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Headline: Tyler Short Award for Entrepreneurial Excellence Gives Back to Law Community

Tyler really enjoyed the clinical application of the Entrepreneurship and Community
Development Clinic (ECDC), being involved outside the law school and with clients, and having
a more hands-on approach, said Dr. Kerry Short, father of the late Tyler Short and founder of
the Tyler Short Award for Entrepreneurial Excellence.
Tyler, a member of Cincinnati Laws Class of 2012, was always willing to lend a hand to others,
excited about learning, and possessed a great sense of humor and a zest for life. In April 2012,
Tyler unexpectedly died due to an undetected heart condition.
In the wake of this tragedy, Cincinnati Law came together to support the Short family. Dr. Short
recalls that members from every level and corner of the law school offered their support, from
the dean on down, with 30 individuals coming to the funeral and several others attending the
Tyler died just weeks before the hooding ceremony was to take place; faculty members began
to muse about the possibility of considering his coursework complete, and thus his eligibility for
graduation. Ultimately, Tyler was hooded posthumously, with his father standing in his place on
graduation day.
Tyler was an ECDC intern in 2012, during the clinics third term. They were growing together,
Tyler and the program itself, you could say, stated Dr. Short.
Although he knew how much Tyler enjoyed working in the clinic, Dr. Short was not fully aware of
his sons success until Professor Lew Goldfarb, ECDC clinic director, approached him about it.
Goldfarb describes Tyler as the ideal student for the clinic, with his adventurous spirit, thirst for
learning, passion for helping others, and a fierce determination to chart his own path after his
law school graduation.
Tyler was working in the clinic for the majority of the day before his death, and was talking to
Goldfarb about what he wanted to do after graduation; despite others trying to discourage him,
Tyler and a classmate wanted to go into practice together. Tyler asked Goldfarb to act as his
mentor, a position he accepted.
I think he finally felt like he had a direction, and that was the day before he died, Goldfarb
The outreach of compassion and support that the law school gave to Dr. Short compelled him to
create an award in honor of his son; he wanted to do something in his sons memory, but also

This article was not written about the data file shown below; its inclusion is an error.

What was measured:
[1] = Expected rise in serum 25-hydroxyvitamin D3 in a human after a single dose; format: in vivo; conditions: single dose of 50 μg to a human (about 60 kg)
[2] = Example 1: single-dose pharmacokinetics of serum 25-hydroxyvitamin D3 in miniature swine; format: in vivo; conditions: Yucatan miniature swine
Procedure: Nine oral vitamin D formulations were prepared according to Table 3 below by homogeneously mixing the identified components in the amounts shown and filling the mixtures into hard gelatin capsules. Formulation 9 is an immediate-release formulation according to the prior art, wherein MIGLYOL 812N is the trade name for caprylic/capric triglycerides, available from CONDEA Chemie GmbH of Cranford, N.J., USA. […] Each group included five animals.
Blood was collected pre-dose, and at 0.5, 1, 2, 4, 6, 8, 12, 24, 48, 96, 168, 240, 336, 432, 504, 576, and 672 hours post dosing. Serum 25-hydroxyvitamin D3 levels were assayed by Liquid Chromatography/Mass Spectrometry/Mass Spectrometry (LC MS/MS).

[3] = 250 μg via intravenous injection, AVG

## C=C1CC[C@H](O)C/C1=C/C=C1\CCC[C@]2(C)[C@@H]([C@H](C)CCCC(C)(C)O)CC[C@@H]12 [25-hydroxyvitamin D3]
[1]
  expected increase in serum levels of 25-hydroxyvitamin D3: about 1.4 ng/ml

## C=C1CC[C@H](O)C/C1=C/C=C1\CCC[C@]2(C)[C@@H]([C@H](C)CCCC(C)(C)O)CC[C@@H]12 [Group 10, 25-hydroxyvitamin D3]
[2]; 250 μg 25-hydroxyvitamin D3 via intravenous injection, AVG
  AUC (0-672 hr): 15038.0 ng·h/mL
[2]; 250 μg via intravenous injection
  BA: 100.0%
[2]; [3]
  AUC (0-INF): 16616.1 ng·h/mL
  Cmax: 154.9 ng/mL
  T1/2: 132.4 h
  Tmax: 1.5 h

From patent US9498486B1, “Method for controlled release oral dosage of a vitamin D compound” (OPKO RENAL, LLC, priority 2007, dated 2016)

give back to the law school that had helped him and his family through a terrible time.

Soon after the funeral ceremony, Dr. Short contacted Goldfarb about donating a monetary gift in
order to set up an award in Tylers memory. Goldfarb had the idea of creating an
entrepreneurship-related award to capture Tylers spirit, and was instrumental in establishing the
The award is presented annually to a graduating student who has been involved with the ECDC
and who exhibits a strong entrepreneurial spirit, possesses a keen interest in advising
entrepreneurs or aspires to be one, and excels in curricular and/or extracurricular activities
related to the same.
These qualities are meant to reflect the type of person that Tyler was and to continue his legacy.
Although Dr. Short had little association with the law school prior to Tylers death, it has tied him
to the school and the students. Since this tragedy, Dr. Short has come to the hooding ceremony
each year, and attended the ECDCs fifth anniversary celebration in November 2015.
Tylers spirit lives on in the school, despite the fact that students who attended with him have
graduated. Walking into the ECDC Office, it is impossible to miss the Tyler Short Wall of Fame,
which is covered in photos of each semesters interns. The poses have gotten more creative
over the years, a possible side effect of Tylers unique love for life and striking humor.
It seems like Tylers name comes up a lot through the course of talking to our students each
semester, said Goldfarb. Often times when people come back here and see the Wall of Fame,
we talk about who he was. Whether its about the clinic, or the pictures, there seems to always
be discussion about him.
Tyler was a force to be reckoned with. Some of his greatest escapades became known to Dr.
Short only after his death, when Tylers friends shared their memories of him.
One night when he was a freshman, he and a friend decided to swim across the Ohio River.
They were on the Kentucky side, maybe out being silly and daring and double daring each
other, Dr. Short remembered about his son.
Long story short, he and his friend decided to swim across the Ohio River, to be promptly
arrested on the Ohio side. His friends got scared that those two had drowned, so they called the
police when they were part way across.
He was a bit notorious, for better or for worse, Dr. Short laughed.
Author: Michelle Flanagan, 18, Communication Intern

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